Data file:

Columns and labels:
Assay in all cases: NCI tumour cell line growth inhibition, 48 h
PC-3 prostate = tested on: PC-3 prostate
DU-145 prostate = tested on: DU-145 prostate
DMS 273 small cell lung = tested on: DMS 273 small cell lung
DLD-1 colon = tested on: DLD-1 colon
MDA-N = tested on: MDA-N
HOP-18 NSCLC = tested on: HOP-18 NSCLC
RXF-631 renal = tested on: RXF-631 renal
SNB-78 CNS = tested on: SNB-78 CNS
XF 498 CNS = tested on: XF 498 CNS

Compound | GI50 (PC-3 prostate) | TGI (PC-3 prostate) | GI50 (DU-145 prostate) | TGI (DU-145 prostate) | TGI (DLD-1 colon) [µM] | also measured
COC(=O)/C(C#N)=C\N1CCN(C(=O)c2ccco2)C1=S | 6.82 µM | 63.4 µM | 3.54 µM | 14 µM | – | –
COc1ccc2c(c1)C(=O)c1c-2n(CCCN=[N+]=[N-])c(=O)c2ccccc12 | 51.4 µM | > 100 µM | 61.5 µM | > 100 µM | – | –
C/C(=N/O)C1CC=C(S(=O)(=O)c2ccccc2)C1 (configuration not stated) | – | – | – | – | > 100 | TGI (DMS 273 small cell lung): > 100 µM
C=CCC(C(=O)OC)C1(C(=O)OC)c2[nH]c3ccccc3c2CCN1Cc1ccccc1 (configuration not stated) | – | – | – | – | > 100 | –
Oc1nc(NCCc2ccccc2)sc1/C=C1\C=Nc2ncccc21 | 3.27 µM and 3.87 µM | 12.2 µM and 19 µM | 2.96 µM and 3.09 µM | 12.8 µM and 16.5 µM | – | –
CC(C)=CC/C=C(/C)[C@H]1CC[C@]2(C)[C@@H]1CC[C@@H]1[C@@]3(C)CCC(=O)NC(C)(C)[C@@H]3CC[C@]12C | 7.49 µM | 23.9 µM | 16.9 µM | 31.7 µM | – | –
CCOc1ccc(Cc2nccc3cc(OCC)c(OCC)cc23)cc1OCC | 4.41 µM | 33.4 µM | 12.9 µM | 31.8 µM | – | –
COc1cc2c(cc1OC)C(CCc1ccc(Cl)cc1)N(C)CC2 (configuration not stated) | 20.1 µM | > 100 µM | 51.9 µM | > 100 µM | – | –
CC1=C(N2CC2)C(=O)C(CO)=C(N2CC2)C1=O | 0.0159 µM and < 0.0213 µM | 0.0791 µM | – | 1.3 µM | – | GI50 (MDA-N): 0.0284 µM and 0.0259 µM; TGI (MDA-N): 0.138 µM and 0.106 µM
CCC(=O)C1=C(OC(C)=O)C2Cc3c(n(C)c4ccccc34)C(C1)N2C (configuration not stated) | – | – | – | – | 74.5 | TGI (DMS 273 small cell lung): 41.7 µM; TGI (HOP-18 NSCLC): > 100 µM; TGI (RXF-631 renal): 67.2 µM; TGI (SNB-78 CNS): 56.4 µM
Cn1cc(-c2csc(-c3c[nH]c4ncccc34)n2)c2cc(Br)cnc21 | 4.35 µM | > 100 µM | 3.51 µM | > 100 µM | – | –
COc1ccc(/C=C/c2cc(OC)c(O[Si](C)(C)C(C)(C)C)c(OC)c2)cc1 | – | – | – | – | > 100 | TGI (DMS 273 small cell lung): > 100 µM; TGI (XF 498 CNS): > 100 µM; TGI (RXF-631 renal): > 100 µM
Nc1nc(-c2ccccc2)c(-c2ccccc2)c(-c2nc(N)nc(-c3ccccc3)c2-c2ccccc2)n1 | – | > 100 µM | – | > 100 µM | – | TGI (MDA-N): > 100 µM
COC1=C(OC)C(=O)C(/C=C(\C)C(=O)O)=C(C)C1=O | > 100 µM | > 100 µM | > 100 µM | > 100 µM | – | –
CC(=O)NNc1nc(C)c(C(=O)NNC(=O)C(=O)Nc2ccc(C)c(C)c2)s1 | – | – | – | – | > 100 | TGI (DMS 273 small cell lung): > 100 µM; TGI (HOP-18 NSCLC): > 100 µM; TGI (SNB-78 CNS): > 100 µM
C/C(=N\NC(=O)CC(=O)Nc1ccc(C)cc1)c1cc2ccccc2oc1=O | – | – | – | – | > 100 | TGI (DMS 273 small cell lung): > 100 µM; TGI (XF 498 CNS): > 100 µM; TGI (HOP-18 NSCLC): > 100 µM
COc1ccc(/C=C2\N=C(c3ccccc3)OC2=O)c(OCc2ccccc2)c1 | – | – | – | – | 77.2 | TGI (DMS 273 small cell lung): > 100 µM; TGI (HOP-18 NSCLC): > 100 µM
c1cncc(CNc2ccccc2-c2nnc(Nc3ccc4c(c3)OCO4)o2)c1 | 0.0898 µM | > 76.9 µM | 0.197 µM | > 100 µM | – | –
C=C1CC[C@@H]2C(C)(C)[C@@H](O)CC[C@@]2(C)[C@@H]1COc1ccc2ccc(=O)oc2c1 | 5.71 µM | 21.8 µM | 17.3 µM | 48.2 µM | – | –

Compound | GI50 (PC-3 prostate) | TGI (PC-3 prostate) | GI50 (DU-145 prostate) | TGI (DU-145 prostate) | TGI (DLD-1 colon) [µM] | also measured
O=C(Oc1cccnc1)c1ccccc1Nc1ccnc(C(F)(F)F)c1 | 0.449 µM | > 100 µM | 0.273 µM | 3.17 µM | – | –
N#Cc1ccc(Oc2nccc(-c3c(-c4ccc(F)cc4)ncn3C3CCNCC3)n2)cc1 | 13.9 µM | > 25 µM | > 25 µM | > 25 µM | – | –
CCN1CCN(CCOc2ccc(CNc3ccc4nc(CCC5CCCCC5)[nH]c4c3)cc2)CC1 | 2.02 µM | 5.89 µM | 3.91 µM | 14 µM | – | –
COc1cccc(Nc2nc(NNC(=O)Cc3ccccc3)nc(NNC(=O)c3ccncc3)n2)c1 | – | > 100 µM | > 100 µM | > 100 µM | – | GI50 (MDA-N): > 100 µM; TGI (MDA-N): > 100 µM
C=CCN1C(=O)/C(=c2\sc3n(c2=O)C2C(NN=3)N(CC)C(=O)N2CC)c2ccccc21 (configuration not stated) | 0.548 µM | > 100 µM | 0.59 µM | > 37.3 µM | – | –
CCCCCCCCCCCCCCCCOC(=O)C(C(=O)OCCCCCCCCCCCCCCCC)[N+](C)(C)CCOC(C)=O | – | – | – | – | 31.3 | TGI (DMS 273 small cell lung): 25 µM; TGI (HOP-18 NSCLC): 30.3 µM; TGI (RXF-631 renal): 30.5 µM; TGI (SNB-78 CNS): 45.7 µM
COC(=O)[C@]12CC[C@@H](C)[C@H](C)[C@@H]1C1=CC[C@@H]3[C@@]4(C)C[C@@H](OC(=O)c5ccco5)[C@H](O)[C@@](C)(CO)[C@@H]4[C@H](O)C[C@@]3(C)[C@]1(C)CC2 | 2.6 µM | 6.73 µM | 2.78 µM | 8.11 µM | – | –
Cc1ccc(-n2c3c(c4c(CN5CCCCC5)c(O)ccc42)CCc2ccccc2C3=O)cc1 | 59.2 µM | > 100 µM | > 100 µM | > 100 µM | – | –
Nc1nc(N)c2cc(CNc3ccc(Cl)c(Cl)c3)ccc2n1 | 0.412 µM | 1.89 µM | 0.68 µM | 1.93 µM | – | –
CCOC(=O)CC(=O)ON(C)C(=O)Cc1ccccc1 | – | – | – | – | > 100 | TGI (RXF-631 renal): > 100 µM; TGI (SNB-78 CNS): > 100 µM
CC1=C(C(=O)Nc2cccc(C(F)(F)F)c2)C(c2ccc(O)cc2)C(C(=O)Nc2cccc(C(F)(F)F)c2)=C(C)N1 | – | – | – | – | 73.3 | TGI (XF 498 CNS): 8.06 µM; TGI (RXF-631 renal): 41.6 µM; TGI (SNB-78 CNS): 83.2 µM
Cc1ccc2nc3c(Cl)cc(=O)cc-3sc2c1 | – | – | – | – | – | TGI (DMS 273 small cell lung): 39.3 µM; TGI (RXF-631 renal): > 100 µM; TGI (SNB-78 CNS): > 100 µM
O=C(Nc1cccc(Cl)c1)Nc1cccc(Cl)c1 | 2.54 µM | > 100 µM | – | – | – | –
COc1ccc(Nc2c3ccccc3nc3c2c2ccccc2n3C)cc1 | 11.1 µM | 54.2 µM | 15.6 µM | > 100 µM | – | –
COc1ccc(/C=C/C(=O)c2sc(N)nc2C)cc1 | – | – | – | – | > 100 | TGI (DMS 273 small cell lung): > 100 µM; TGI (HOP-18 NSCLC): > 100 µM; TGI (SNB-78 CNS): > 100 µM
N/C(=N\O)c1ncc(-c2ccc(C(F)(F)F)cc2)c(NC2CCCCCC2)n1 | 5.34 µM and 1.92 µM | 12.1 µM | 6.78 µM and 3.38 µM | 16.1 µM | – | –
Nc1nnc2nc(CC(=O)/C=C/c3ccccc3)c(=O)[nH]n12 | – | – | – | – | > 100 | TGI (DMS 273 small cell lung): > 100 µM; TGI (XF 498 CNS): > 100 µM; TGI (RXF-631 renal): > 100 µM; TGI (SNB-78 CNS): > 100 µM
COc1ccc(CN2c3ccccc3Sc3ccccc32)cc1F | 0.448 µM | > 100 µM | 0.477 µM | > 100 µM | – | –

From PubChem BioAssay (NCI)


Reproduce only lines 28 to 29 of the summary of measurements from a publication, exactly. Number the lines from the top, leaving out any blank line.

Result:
C/C(=N\NC(=O)CC(=O)Nc1ccc(C)cc1)c1cc2ccccc2oc1=O | – | – | – | – | > 100 | TGI (DMS 273 small cell lung): > 100 µM; TGI (XF 498 CNS): > 100 µM; TGI (HOP-18 NSCLC): > 100 µM
COc1ccc(/C=C2\N=C(c3ccccc3)OC2=O)c(OCc2ccccc2)c1 | – | – | – | – | 77.2 | TGI (DMS 273 small cell lung): > 100 µM; TGI (HOP-18 NSCLC): > 100 µM